“Singapore maintains that capital punishment is a criminal justice issue; it is the sovereign right of every country to decide whether or not to include capital punishment within its criminal justice system,” a Foreign Ministry spokesman said.

Singapore argues that there was no international consensus that capital punishment should be abolished. At the most recent meeting of the UN Commission on Human Rights, 66 countries dissociated themselves from a resolution calling for the abolition of capital punishment.

Prime Minister Lee Hsien Loong affirmed Singapore’s position by saying that it has to “stand firm on drugs to protect its citizens from the scourge and to ensure the country does not become a conduit for the trafficking of illicit drugs.”

In reply to a letter appealing for clemency from his Australian counterpart Alexander Downer, Singapore Foreign Minister George Yeo said: “Mr Nguyen imported almost 400gm of pure heroin which would have supplied more than 26,000 doses to drug addicts.”

No one will be permitted to see Nguyen on the morning of his execution. His body will be released to his mother.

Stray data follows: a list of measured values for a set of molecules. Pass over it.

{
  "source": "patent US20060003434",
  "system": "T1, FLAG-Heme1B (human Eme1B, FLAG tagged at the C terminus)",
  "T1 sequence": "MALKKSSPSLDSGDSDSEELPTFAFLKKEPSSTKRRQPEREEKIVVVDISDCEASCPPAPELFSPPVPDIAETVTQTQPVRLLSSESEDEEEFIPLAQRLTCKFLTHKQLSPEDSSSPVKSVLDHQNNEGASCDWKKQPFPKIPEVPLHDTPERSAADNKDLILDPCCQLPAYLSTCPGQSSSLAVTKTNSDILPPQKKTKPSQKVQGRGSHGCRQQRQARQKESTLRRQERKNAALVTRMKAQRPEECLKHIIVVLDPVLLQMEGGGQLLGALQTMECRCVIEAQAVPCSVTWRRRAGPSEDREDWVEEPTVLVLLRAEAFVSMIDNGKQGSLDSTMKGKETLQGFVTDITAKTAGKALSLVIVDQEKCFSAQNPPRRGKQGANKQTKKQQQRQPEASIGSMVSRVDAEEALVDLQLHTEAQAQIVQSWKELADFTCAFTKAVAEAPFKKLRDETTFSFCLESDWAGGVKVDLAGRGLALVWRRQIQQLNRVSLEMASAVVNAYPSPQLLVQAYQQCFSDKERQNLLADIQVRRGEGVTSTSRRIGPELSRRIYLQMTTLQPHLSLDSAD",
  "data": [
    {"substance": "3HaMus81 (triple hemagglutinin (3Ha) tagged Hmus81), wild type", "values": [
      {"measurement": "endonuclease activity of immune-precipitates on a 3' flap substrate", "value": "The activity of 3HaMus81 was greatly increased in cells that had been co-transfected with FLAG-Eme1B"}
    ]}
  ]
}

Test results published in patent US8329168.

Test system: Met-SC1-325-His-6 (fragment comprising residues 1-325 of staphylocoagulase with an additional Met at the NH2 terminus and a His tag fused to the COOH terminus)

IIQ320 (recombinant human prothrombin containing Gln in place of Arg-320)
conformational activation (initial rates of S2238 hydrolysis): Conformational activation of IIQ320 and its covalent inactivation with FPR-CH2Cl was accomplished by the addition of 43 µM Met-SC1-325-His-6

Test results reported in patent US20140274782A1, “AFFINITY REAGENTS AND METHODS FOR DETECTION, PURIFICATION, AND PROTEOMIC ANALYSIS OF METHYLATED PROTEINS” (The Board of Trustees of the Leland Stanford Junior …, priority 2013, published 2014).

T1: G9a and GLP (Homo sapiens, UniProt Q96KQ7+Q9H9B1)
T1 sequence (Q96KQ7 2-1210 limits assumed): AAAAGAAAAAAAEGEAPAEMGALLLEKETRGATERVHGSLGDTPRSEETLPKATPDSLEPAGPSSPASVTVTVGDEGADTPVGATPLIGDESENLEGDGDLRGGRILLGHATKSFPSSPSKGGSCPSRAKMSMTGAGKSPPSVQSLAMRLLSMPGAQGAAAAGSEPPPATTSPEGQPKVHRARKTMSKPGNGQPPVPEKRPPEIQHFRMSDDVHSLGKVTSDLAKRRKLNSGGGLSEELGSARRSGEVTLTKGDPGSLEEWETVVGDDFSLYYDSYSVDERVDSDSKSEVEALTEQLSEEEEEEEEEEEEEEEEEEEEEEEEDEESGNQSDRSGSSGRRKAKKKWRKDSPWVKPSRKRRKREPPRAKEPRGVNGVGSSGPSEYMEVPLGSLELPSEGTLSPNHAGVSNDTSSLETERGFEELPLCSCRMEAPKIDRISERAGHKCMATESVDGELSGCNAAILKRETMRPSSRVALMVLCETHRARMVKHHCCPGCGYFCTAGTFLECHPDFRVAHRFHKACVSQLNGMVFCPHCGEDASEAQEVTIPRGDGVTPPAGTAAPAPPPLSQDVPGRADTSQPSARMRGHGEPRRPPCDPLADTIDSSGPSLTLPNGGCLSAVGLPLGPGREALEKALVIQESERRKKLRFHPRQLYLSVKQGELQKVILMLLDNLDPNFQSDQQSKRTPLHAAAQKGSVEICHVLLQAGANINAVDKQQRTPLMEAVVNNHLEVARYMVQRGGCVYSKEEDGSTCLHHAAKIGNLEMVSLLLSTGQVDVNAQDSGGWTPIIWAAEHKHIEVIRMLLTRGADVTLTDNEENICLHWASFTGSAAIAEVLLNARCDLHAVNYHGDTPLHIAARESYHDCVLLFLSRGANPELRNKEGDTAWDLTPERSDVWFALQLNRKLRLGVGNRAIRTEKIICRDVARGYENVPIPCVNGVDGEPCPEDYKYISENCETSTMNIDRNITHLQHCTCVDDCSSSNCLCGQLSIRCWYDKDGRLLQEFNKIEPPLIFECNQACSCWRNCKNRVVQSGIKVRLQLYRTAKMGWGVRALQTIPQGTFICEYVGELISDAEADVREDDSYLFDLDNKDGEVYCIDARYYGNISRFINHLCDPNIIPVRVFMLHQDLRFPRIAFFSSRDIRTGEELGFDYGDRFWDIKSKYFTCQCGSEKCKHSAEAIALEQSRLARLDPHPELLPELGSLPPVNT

Bungle over execution date release

On Thursday, a letter informing Nguyen’s mother of the Dec 2 date was accidentally sent earlier than intended by the Singapore authorities. As a result, Australian Prime Minister John Howard was caught offguard when asked by reporters on Thursday if he knew that Nguyen would be executed on Dec 2.

Australian Foreign Minister Alexander Downer yesterday admitted he had been told several days ago that a letter would be sent this week to Nguyen’s mother. Mr Downer said his Singapore counterpart, George Yeo, had told him on Monday night, when they were both in Busan, that the family would be sent a letter which they would receive yesterday.

“So the Singapore Prime Minister had assumed that the letter would arrive on Friday,” Mr Downer said. “The letter arrived a day earlier than they had anticipated.”